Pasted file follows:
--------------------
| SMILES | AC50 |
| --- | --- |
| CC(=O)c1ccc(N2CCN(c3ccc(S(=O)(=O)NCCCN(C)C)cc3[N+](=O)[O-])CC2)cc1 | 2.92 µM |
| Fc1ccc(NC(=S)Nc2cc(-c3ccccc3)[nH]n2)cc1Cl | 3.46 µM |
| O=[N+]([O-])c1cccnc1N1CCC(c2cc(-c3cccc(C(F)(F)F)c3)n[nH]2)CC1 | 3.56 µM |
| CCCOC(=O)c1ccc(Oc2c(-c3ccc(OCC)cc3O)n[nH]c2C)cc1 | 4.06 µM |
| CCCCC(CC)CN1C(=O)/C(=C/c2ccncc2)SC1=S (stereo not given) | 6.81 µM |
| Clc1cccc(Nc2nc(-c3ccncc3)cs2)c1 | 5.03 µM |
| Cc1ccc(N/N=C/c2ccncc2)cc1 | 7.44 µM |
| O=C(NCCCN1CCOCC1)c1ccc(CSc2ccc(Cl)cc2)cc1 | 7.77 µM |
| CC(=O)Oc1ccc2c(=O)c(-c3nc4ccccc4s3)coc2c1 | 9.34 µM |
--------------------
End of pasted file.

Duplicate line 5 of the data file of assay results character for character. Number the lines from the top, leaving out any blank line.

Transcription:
| O=[N+]([O-])c1cccnc1N1CCC(c2cc(-c3cccc(C(F)(F)F)c3)n[nH]2)CC1 | 3.56 µM |